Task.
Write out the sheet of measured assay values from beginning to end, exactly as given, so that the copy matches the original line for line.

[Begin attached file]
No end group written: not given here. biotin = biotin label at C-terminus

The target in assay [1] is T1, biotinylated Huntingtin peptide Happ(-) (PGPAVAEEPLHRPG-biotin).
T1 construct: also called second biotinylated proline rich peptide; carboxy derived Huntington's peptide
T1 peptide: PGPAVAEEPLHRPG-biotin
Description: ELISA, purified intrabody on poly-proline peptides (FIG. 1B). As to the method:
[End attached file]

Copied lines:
No end group written: not given here. biotin = biotin label at C-terminus

The target in assay [1] is T1, biotinylated Huntingtin peptide Happ(-) (PGPAVAEEPLHRPG-biotin).
T1 construct: also called second biotinylated proline rich peptide; carboxy derived Huntington's peptide
T1 peptide: PGPAVAEEPLHRPG-biotin
Description: ELISA, purified intrabody on poly-proline peptides (FIG. 1B). As to the method: